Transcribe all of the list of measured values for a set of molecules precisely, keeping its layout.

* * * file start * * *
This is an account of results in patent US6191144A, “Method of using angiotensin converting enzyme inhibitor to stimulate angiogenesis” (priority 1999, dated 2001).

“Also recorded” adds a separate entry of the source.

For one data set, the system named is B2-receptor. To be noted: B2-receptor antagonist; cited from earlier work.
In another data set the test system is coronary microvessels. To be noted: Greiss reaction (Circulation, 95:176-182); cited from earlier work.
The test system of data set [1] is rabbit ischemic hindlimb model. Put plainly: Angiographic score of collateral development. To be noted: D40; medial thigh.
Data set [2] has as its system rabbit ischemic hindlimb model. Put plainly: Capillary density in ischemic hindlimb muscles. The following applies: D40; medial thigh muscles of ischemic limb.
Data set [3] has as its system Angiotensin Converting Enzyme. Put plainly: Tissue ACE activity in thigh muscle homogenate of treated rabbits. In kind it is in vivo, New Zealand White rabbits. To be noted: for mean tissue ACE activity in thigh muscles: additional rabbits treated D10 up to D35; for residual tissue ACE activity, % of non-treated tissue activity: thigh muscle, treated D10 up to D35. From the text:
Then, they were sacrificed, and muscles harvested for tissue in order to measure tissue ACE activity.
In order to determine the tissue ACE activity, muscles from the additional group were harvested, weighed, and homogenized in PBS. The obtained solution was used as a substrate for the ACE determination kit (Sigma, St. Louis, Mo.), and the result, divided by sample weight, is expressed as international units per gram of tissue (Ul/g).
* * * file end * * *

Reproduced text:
This is an account of results in patent US6191144A, “Method of using angiotensin converting enzyme inhibitor to stimulate angiogenesis” (priority 1999, dated 2001).

“Also recorded” adds a separate entry of the source.

For one data set, the system named is B2-receptor. To be noted: B2-receptor antagonist; cited from earlier work.
In another data set the test system is coronary microvessels. To be noted: Greiss reaction (Circulation, 95:176-182); cited from earlier work.
The test system of data set [1] is rabbit ischemic hindlimb model. Put plainly: Angiographic score of collateral development. To be noted: D40; medial thigh.
Data set [2] has as its system rabbit ischemic hindlimb model. Put plainly: Capillary density in ischemic hindlimb muscles. The following applies: D40; medial thigh muscles of ischemic limb.
Data set [3] has as its system Angiotensin Converting Enzyme. Put plainly: Tissue ACE activity in thigh muscle homogenate of treated rabbits. In kind it is in vivo, New Zealand White rabbits. To be noted: for mean tissue ACE activity in thigh muscles: additional rabbits treated D10 up to D35; for residual tissue ACE activity, % of non-treated tissue activity: thigh muscle, treated D10 up to D35. From the text:
Then, they were sacrificed, and muscles harvested for tissue in order to measure tissue ACE activity.
In order to determine the tissue ACE activity, muscles from the additional group were harvested, weighed, and homogenized in PBS. The obtained solution was used as a substrate for the ACE determination kit (Sigma, St. Louis, Mo.), and the result, divided by sample weight, is expressed as international units per gram of tissue (Ul/g).